The once and future Northern Ireland deputy First Minister, and Sinn Féin’s candidate in the Irish Presidential race, Martin McGuinness, MP, MLA, is keen to promote his “strong track record in seeking Foreign Direct Investment, leading important Trade Missions and attracting investment and jobs”. But, as Mark Devenport highlights from the leaked draft programme for government, [as with so many things… – Ed] that’s only half the story.
However, glancing at the draft obtained this week by my colleague Martina Purdy, you do get a sense of departments throwing in targets and statistics to some extent for the optics.
Some figures are relatively firm (literacy and numeracy levels to be raised from 59% in 2009/10 to 66% in 2014/15), whereas others need more work (our draft, for example, talks about reducing offending rates by X%).
The headline in the budget – supporting the promotion of 21,000 jobs – looks fairly impressive.
But how have we done so far?
The draft mentions that during the executive’s previous term, Invest NI promoted 15,565 new jobs, safeguarded 5,329 existing jobs and supported 8,267 new local business starts.
It doesn’t mention that in the spring the unemployment rate jumped to 8% – its highest level since the Good Friday Agreement.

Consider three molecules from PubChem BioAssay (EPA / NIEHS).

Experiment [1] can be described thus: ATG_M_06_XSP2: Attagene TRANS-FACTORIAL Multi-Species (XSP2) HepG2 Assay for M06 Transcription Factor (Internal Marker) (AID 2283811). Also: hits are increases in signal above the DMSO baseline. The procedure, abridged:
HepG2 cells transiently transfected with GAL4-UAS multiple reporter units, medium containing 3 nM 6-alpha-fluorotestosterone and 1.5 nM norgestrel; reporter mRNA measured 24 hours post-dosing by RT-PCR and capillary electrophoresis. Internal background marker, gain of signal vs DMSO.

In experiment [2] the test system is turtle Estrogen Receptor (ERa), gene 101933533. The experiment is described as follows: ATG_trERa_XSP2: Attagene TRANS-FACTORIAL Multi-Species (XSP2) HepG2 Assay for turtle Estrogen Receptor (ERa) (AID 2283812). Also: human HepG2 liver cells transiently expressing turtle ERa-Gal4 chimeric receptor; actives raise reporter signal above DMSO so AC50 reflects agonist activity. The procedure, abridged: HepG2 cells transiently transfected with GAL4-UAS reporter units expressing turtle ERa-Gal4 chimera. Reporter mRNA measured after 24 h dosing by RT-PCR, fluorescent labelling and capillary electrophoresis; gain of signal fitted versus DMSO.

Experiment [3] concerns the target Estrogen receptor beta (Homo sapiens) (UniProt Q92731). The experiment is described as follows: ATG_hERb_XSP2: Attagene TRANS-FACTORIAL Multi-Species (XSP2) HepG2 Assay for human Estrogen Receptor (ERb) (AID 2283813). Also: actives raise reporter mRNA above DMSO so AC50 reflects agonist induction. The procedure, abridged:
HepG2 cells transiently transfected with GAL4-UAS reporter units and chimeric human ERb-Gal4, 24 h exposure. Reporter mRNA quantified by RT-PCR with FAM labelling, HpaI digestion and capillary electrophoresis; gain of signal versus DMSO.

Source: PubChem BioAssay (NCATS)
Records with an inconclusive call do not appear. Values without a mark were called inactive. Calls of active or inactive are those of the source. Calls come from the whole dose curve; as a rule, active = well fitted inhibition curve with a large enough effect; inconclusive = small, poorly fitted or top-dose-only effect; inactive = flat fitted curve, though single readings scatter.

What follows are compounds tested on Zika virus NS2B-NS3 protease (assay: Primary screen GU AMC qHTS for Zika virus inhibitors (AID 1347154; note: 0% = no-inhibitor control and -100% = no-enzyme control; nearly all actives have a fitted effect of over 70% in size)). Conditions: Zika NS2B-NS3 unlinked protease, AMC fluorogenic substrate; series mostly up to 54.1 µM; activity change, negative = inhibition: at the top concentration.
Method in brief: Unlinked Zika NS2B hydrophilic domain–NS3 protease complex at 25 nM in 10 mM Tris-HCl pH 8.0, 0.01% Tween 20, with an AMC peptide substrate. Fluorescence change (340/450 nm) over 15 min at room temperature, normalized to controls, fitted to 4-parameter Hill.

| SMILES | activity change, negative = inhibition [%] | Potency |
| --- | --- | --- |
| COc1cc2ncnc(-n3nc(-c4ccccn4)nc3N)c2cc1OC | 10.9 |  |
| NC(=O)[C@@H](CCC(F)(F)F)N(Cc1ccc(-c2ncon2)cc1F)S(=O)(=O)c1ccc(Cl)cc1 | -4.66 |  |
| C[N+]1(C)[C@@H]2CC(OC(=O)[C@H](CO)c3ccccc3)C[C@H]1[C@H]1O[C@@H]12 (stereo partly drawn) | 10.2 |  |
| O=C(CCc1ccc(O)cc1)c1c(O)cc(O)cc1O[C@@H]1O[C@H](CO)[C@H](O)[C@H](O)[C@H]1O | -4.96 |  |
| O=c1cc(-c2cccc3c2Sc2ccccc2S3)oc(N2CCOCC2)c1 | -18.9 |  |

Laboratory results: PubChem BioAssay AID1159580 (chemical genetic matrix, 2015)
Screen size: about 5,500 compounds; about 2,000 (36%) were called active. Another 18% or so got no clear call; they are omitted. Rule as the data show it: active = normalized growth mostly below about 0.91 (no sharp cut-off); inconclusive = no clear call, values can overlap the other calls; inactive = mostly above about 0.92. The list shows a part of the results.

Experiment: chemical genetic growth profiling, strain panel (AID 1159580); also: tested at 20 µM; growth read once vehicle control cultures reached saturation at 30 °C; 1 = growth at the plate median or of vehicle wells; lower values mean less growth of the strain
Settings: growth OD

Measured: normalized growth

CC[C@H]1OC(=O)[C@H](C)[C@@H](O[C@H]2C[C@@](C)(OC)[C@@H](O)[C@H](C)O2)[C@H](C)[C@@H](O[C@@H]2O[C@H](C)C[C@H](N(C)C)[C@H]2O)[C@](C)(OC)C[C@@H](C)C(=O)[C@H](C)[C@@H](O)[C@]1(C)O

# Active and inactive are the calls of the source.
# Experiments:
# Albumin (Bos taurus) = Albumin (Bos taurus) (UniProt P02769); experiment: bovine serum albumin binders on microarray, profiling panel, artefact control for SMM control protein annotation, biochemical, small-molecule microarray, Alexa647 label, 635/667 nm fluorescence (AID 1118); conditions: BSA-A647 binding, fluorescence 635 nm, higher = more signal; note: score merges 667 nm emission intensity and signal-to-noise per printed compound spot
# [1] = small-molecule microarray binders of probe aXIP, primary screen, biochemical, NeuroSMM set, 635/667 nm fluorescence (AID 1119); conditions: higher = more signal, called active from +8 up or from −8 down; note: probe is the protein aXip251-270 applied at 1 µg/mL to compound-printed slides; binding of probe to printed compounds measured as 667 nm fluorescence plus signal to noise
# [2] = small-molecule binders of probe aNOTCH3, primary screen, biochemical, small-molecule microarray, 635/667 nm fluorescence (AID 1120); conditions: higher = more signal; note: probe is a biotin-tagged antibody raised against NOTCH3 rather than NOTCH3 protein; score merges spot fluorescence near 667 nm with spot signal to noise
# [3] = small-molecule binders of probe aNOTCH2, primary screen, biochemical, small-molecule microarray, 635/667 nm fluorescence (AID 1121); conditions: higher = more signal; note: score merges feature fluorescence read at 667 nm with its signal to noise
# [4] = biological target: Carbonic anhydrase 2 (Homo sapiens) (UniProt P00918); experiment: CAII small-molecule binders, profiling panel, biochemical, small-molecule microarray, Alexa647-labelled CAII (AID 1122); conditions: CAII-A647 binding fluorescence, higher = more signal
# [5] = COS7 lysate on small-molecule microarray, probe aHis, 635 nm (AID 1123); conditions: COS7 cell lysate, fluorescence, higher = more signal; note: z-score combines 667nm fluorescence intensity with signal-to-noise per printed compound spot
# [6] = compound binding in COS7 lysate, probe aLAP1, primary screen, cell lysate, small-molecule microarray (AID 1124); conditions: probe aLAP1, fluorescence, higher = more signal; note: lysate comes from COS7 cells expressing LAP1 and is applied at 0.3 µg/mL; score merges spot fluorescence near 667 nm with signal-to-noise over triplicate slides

Although unemployment has fallen slightly, it remains at 7.4%, with much higher levels amongst our young people.
So we get one half of the equation, but not the other.
Meanwhile the Department of Enterprise is to return to the Executive “a surplus of £17.5m of unspent money” from Invest NI’s £185m budget.
Both the Department of Enterprise and Invest NI declined to comment, but it is understood Invest NI is blaming falling business confidence.
A departmental document cleared by the Enterprise Minister Arlene Foster said: “Invest NI has identified reduced requirements of £17.5m.
“The reason for this is that market conditions have substantially changed for the worse since February last.
“Invest NI has detected a marked decline in business confidence among its client base which is attributed to a much more difficult set of market circumstances than originally assessed when putting forward its draft budget plans.
“As a result of this, many of the larger companies where Invest NI has significant financial commitments against agreed business plans, are proceeding to implement these at a much slower pace than had originally been anticipated.”
On top of the surplus, an additional £5m is being re-allocated from Invest NI’s budget to Tourism Ireland for overseas marketing.
Whether the NI Executive will do a better job implementing the eventual ‘programme for government’ than they did last time is another question entirely…